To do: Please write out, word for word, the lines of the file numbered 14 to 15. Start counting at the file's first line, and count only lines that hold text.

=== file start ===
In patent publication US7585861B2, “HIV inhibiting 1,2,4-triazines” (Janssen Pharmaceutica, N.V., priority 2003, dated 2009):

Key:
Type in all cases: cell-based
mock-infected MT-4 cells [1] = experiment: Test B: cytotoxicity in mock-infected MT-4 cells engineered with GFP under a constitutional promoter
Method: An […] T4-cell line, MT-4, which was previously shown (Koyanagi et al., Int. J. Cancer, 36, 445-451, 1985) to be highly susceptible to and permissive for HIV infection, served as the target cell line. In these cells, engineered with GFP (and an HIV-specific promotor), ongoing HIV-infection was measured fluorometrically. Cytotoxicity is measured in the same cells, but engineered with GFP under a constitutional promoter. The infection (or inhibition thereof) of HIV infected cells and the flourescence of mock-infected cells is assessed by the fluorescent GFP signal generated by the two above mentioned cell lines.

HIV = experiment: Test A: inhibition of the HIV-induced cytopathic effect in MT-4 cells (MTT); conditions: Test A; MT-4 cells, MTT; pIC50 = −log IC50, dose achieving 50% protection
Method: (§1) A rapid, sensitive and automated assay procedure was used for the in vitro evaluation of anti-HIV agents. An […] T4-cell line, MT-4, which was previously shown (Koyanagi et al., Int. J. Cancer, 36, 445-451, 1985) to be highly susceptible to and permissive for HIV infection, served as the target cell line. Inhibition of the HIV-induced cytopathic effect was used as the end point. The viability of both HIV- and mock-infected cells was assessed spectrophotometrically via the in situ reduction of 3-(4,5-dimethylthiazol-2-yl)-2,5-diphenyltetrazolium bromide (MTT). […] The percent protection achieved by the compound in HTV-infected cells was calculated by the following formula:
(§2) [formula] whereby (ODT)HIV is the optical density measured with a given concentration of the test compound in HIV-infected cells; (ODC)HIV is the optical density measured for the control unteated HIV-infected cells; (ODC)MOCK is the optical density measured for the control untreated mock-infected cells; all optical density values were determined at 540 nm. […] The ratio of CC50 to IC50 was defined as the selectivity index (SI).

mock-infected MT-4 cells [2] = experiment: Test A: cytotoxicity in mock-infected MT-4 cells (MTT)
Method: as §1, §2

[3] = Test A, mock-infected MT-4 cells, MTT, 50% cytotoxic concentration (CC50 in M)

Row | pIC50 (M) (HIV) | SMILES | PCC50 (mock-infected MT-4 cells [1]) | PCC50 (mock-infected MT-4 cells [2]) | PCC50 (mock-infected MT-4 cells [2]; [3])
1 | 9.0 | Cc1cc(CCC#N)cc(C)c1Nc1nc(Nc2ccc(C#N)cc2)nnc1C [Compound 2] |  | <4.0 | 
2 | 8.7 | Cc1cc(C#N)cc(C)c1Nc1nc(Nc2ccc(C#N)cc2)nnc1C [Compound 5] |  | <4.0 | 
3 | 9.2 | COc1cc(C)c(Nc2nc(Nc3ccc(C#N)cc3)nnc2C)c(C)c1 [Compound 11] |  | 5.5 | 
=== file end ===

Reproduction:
2 | 8.7 | Cc1cc(C#N)cc(C)c1Nc1nc(Nc2ccc(C#N)cc2)nnc1C [Compound 5] |  | <4.0 | 
3 | 9.2 | COc1cc(C)c(Nc2nc(Nc3ccc(C#N)cc3)nnc2C)c(C)c1 [Compound 11] |  | 5.5 | 